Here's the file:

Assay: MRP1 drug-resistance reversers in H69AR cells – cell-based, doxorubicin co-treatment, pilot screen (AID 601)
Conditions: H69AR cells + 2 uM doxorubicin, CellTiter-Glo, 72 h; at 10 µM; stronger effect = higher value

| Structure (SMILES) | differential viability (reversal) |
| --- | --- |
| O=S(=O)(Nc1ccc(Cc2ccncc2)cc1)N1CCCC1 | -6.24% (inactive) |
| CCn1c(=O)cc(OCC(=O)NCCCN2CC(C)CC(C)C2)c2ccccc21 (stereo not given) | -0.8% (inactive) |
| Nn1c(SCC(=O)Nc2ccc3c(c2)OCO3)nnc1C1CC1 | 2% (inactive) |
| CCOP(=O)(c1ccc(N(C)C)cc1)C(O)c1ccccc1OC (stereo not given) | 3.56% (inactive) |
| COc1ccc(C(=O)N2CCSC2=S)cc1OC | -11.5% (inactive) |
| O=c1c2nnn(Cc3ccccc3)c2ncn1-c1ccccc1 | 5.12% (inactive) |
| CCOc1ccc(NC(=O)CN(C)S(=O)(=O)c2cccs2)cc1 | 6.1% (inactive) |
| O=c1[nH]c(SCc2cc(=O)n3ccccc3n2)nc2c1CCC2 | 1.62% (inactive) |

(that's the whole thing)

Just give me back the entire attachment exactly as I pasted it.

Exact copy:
Assay: MRP1 drug-resistance reversers in H69AR cells – cell-based, doxorubicin co-treatment, pilot screen (AID 601)
Conditions: H69AR cells + 2 uM doxorubicin, CellTiter-Glo, 72 h; at 10 µM; stronger effect = higher value

| Structure (SMILES) | differential viability (reversal) |
| --- | --- |
| O=S(=O)(Nc1ccc(Cc2ccncc2)cc1)N1CCCC1 | -6.24% (inactive) |
| CCn1c(=O)cc(OCC(=O)NCCCN2CC(C)CC(C)C2)c2ccccc21 (stereo not given) | -0.8% (inactive) |
| Nn1c(SCC(=O)Nc2ccc3c(c2)OCO3)nnc1C1CC1 | 2% (inactive) |
| CCOP(=O)(c1ccc(N(C)C)cc1)C(O)c1ccccc1OC (stereo not given) | 3.56% (inactive) |
| COc1ccc(C(=O)N2CCSC2=S)cc1OC | -11.5% (inactive) |
| O=c1c2nnn(Cc3ccccc3)c2ncn1-c1ccccc1 | 5.12% (inactive) |
| CCOc1ccc(NC(=O)CN(C)S(=O)(=O)c2cccs2)cc1 | 6.1% (inactive) |
| O=c1[nH]c(SCc2cc(=O)n3ccccc3n2)nc2c1CCC2 | 1.62% (inactive) |